Constitutional concerns notwithstanding, a legislative committee on Wednesday approved a measure that would prevent Utah youth from accessing violent video games.
The bill, sponsored by Rep. Scott Wyatt, R-Logan, would amend the state's Material Harmful to Minors Act to include inappropriate violence in video games that "appeals to the morbid interest of minors."
Utah Attorney General Mark Shurtleff previously warned members of the Judiciary Interim Committee that the bill, if challenged in court, would have a high likelihood of being declared unconstitutional.
Still, a number of committee members on Wednesday argued that protecting children is worth fighting the $25 billion a year video game industry.
"Somewhere we have to stand up as citizens and parents and legislators and say, 'That's enough,'" said Rep. Dave Hogue, R-Riverton. "I very seriously think that we need to push this forward and find if we're going to have a challenge or not and have the attorney general fight those battles."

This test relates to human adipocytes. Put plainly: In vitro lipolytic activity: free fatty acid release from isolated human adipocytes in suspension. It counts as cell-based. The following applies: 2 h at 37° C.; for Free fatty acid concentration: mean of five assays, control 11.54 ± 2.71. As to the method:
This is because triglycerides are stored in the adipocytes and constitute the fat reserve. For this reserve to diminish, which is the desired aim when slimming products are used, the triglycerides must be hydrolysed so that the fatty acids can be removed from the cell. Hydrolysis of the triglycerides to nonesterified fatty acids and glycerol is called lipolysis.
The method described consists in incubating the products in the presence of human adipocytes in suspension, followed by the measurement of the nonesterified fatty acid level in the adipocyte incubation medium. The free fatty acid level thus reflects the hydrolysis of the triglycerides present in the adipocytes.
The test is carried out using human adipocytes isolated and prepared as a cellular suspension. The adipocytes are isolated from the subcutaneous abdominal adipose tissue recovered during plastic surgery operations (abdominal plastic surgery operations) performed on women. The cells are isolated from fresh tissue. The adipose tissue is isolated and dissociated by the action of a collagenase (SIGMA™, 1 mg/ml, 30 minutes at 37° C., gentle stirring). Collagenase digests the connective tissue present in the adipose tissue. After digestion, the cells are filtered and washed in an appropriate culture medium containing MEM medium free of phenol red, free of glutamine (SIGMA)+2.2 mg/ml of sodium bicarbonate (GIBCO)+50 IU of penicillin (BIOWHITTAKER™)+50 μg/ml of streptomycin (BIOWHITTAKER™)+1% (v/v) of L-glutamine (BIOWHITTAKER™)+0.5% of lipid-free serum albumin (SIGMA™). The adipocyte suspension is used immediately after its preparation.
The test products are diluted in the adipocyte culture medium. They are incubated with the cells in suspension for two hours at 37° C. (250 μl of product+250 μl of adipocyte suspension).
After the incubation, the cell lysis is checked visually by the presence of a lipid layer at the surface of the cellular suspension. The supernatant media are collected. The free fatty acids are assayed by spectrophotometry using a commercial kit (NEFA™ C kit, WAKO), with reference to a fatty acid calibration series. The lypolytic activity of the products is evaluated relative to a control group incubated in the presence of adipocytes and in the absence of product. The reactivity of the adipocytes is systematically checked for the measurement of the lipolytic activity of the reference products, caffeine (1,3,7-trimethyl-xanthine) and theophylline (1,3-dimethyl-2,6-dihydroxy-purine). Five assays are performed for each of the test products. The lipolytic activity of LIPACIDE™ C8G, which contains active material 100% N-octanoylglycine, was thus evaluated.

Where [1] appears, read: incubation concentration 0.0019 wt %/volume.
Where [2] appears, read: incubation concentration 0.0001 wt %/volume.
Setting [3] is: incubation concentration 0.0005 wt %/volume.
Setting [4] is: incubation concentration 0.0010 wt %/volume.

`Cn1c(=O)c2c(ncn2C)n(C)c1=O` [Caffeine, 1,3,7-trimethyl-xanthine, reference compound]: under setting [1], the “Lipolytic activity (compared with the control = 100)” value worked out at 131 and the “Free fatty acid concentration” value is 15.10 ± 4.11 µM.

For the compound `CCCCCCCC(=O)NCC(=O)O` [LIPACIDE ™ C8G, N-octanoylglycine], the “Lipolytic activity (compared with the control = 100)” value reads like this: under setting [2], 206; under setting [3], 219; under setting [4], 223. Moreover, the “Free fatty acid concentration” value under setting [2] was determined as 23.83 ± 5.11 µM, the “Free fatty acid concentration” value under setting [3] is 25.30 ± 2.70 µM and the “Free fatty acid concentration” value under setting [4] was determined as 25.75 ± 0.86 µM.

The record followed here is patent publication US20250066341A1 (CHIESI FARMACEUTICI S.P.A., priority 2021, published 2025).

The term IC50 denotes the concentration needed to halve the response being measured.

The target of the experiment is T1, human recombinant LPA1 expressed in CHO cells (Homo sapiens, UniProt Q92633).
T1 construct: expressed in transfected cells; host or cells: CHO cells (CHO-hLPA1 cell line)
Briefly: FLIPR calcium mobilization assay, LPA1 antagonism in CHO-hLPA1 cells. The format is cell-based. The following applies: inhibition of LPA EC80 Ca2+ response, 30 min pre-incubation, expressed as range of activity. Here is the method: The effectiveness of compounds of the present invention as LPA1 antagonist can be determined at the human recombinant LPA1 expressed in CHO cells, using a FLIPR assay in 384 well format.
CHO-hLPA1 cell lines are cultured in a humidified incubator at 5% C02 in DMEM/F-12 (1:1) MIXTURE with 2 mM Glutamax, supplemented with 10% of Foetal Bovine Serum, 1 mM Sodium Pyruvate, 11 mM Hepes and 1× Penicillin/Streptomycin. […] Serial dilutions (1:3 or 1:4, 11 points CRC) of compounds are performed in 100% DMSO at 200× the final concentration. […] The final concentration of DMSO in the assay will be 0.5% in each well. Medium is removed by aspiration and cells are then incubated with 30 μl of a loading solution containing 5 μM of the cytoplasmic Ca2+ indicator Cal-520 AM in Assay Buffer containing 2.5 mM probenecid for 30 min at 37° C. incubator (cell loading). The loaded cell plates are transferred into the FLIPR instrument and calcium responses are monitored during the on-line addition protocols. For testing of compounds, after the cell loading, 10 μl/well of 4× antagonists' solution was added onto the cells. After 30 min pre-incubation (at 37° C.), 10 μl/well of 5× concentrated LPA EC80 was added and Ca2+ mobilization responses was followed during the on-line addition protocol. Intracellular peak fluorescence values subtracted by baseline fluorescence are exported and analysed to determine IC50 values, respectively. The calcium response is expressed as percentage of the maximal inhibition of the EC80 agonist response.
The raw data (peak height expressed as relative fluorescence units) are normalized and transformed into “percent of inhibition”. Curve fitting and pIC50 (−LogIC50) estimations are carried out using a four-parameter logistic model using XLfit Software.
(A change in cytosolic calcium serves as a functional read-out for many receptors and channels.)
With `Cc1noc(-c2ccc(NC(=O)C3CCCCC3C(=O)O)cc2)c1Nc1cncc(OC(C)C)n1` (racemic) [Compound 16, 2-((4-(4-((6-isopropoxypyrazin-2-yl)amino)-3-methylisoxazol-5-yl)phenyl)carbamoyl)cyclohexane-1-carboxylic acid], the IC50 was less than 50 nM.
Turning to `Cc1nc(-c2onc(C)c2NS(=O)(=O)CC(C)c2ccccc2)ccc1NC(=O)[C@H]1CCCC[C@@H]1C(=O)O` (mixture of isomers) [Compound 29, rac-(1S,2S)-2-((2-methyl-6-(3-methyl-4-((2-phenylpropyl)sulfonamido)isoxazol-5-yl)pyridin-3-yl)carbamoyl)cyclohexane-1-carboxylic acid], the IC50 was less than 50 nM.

Hogue sponsored a similar measure in the 2006 Legislature. That bill passed the Utah House on a 56-8 vote, but was never heard in the Senate. Hogue did not run for re-election, so he will not be in office to carry the bill through the 2007 legislative session.
Eight other states have passed similar measures, and seven have been declared unconstitutional, according to Wednesday's testimony. A Louisiana measure, which is the closest in wording to Utah's proposed bill, has been preliminarily enjoined as a challenge of the law works its way through the federal courts there.
Wyatt, an attorney, said he believes the Utah measure could withstand a court challenge.
"My impression is the bill is drafted extremely conservatively and has a fair chance of being constitutional," said Wyatt, adding he will pull the bill if additional research indicates otherwise.
Committee members expressed concern about knowingly putting the state in an expensive and lengthy court battle.
"I certainly applaud the efforts and the sentiment to protect our kids, I think that is absolutely valid and an honorable goal," said Sen. Scott McCoy, D-Salt Lake City, who is also an attorney. "But I think it is incumbent on us to at least acknowledge that there are some high legal hurdles that stand in our way. ... Is this the way that we want to spend taxpayers' money?"Six lawmakers voted against the measure, which was not enough to stop it from moving forward to another committee hearing in the upcoming legislative session.